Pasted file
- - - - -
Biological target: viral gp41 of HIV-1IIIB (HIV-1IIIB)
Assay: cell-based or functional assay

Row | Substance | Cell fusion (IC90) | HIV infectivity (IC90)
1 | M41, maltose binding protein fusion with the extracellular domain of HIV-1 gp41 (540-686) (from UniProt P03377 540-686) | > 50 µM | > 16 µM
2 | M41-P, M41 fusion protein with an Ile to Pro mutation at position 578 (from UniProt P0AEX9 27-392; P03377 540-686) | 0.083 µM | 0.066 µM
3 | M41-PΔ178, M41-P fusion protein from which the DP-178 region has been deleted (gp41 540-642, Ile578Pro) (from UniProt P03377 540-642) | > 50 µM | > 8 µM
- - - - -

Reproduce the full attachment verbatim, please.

Biological target: viral gp41 of HIV-1IIIB (HIV-1IIIB)
Assay: cell-based or functional assay

Row | Substance | Cell fusion (IC90) | HIV infectivity (IC90)
1 | M41, maltose binding protein fusion with the extracellular domain of HIV-1 gp41 (540-686) (from UniProt P03377 540-686) | > 50 µM | > 16 µM
2 | M41-P, M41 fusion protein with an Ile to Pro mutation at position 578 (from UniProt P0AEX9 27-392; P03377 540-686) | 0.083 µM | 0.066 µM
3 | M41-PΔ178, M41-P fusion protein from which the DP-178 region has been deleted (gp41 540-642, Ile578Pro) (from UniProt P03377 540-642) | > 50 µM | > 8 µM